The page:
AIDS still a fact of life and death

By on December 1, 2005

Dec. 1 is World AIDS Day. Seventeen years after the United Nations declared it as a day for remembering the victims, increasing awareness, and fighting prejudice against HIV-AIDS, the disease has not gone away.

As Canadian Anglicans join churches and advocacy groups around the world in marking World AIDS Day, the Anglican Journal gathered some figures and facts about the disease.

Facts

  • The Caribbean has the world’s second highest HIV prevalence rate; the highest HIV-infection levels among women in the Americas are in the Caribbean;
  • HIV-AIDS has become the leading cause of death in the Caribbean among people aged 15-44;
  • 95 per cent of people living with HIV-AIDS come from low and middle-income countries;
  • The fastest-growing AIDS epidemics are in East Asia (a rise of 50 per cent from 2002-2004), Eastern Europe, and Central Asia (a rise of 40 per cent from the same period);
  • The number of people living with HIV continues to grow – from 35 million in 2001 to 38 million in 2003, to 39.4 million in 2004;
  • Between 80 and 85 per cent of HIV-AIDS cases are the result of unprotected sexual intercourse;
  • High-risk behaviour is on the rise in high-income countries, where the antiretroviral therapy is widely available, and new infections are being noted. In North America, the number of HIV-positive people was estimated at 950,000 in 2001; in 2003, the number was one million. Europe saw an increase of 40,000 new cases (from 540,000 in 2001 to 580,000 in 2003);
  • A 20 per cent increase in HIV-positive tests have been reported in the last five years in Canada (from 2,111 in 2000 to 2,529 in 2004);
  • Over one quarter of HIV-positive test reports in Canada in 2004 were among women, a notable rise from the years prior to 1995, where they represented less than 10 per cent;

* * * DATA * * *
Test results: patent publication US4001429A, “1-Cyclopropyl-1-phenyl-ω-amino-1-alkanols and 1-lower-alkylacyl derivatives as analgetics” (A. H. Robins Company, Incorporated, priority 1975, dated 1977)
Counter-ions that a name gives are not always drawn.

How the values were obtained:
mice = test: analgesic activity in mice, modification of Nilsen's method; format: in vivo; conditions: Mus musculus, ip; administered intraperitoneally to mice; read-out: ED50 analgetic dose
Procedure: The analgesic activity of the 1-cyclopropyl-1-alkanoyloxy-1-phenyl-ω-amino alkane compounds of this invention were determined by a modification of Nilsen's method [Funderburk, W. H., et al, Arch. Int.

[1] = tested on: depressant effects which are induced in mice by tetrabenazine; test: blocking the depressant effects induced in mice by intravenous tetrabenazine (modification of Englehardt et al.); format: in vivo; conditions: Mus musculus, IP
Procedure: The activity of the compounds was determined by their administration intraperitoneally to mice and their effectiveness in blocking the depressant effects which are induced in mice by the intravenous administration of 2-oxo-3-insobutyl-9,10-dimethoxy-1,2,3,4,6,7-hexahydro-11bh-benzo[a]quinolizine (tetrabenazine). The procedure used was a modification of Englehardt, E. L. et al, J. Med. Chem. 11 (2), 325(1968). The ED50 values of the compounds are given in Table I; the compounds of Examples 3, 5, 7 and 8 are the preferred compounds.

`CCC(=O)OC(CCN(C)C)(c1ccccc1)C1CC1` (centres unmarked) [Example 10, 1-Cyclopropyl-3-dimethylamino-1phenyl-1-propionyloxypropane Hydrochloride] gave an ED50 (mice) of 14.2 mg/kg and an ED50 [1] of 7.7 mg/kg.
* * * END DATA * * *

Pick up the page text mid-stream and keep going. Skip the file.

• The proportion of HIV-positive mothers receiving antiretroviral therapy in Canada reached a high of 96 per cent in 2004.

 

Figures

  • 39.4 million, the number of people around the world living with HIV (human immunodeficiency virus) that causes AIDS (Acquired Immune Deficiency Syndrome);
  • 25 million of people living with HIV are in sub-Saharan Africa; 10 million of them are young people aged 15 to 24; this region holds just over 10 per cent of the world’s population but is home to more than 60 per cent of HIV cases and more than three quarters of all women living with HIV;
  • More than 20 million people have died of AIDS since it was first identified in 1981;
  • 15 million children have been orphaned by HIV-AIDS;
  • 12 million new infections are estimated in Asia between 2005 and 2010; Asian nations have huge populations that even low national HIV prevalence translates into millions of people living with HIV;
  • 5 million, the number of people newly infected with HIV in 2004 alone;
  • 3 million, the number of people who died of HIV-AIDS in 2004;
  • 57,674, the number of HIV-positive cases in Canada from November 1985 to December 2004;
  • 13,500, the number of new HIV infections per day around the world;
  • 2,005 infants in Canada have been identified as perinatally exposed to HIV, born between 1984 and 2004. HIV-exposed infants reported per birth year has increased from 87 in 1993 to 163 in 2004. HIV-exposed infants whose mothers’ HIV status was attributed to exposure through heterosexual contact constituted 70.6 per cent of cases; 27.7 per cent were attributed to injecting drug use;
  • Only 1 in 5 people have access to basic HIV prevention services;
  • Only 1 in 10 people living with HIV have been tested for the virus;
  • Only 1 million people living with HIV are receiving antiretroviral therapy in developing countries, which means that only 15 per cent of those needing treatment receive it;
  • $22 billion would be needed in 2008 to reverse the spread of AIDS in the developing world.

 

Sources: UNAIDS, CIDA, Reuters Alertnet, Public Health Agency of Canada

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